Marine ecosystems are influenced by multiple stressors in both linear and non-linear ways. Using generalized additive models (GAMs) fitted to outputs from a multi-ecosystem, multi-model simulation experiment, we investigated 14 major ecological indicators across ten marine ecosystems about their responses to fishing pressure under: (i) three different fishing strategies (focusing on low-, high-, or all-trophic-level taxa); and (ii) four different scenarios of directional or random primary productivity change, a proxy for environmental change. From this work, we draw four major conclusions: (i) responses of indicators to fishing mortality in shapes, directions, and thresholds depend on the fishing strategies considered; (ii) most of the indicators demonstrate decreasing trends with increasing fishing mortality, with a few exceptions depending on the type of fishing strategy; (iii) most of the indicators respond to fishing mortality in a linear way, particularly for community and biomass-based indicators; and (iv) occurrence of threshold for non-linear-mixed type (i.e. non-linear with inflection points) is not prevalent within the fishing mortality rates explored. The conclusions drawn from the present study provide a knowledge base in indicators’ dynamics under different fishing and primary productivity levels, thereby facilitating the application of ecosystem-based fisheries management worldwide.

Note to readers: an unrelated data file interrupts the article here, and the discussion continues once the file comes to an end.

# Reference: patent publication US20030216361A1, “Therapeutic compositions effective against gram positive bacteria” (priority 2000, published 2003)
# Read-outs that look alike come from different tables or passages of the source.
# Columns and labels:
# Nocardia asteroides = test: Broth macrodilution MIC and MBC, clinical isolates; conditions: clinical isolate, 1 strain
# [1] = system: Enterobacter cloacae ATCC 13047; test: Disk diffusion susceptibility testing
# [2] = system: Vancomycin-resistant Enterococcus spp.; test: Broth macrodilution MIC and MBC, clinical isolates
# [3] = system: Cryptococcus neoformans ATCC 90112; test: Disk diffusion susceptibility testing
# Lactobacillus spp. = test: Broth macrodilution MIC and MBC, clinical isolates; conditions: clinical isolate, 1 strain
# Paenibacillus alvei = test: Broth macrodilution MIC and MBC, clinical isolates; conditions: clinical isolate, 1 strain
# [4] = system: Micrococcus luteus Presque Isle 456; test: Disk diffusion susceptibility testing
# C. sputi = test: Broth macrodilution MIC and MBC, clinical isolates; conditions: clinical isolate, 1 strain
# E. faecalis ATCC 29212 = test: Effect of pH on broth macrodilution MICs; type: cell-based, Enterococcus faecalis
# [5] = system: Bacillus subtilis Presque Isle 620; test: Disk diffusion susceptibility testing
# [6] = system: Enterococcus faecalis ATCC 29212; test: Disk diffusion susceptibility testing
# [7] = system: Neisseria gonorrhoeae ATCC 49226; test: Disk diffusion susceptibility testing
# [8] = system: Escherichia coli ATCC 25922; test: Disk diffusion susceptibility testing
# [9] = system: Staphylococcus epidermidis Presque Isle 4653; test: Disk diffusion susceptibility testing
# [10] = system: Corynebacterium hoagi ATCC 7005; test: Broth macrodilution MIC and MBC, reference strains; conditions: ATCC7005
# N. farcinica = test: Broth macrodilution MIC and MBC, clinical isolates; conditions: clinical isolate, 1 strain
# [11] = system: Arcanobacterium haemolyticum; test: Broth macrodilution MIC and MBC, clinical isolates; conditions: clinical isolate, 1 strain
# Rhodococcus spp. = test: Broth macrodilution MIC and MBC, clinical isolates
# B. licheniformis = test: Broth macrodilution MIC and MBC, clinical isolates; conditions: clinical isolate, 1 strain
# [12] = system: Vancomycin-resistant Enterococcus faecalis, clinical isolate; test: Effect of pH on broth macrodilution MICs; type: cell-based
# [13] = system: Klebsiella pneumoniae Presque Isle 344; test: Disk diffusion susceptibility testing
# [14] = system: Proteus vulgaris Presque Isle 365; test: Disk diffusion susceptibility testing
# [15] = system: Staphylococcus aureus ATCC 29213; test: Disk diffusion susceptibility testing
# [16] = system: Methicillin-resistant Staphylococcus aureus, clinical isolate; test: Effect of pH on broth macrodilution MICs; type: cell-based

- Ecosystem based fisheries management
- generalized additive model
- marine ecosystem model
- non-linear response
- primary productivity